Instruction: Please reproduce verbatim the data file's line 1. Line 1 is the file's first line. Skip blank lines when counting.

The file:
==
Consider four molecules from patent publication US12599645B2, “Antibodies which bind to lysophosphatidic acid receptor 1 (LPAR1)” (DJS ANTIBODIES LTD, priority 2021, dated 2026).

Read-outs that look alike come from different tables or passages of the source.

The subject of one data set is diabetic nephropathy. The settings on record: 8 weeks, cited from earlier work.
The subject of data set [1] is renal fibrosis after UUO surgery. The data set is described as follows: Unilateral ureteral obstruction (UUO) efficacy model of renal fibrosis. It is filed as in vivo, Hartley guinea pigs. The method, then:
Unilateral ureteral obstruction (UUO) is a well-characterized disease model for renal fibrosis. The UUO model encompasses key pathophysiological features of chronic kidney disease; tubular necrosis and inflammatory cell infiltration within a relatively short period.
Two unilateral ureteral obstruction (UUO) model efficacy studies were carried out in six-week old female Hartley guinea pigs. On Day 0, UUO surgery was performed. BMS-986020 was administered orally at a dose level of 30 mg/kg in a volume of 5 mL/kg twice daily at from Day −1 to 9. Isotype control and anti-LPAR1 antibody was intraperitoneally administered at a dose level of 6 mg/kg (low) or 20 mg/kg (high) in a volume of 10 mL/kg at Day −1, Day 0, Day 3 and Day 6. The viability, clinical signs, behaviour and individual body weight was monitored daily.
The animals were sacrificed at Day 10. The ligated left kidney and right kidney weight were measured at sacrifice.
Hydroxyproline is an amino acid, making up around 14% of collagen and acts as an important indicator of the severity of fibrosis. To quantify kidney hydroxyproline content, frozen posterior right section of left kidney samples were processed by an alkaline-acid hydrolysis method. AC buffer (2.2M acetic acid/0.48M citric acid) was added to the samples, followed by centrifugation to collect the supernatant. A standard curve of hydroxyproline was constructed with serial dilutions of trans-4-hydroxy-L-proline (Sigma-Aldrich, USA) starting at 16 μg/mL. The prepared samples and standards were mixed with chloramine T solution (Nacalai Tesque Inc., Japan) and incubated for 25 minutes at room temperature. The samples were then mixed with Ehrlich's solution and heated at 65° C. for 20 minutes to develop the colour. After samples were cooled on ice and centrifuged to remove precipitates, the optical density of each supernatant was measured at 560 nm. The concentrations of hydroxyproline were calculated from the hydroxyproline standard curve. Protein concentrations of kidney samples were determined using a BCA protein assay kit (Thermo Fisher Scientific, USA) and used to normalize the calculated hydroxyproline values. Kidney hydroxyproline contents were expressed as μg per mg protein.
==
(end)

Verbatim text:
Consider four molecules from patent publication US12599645B2, “Antibodies which bind to lysophosphatidic acid receptor 1 (LPAR1)” (DJS ANTIBODIES LTD, priority 2021, dated 2026).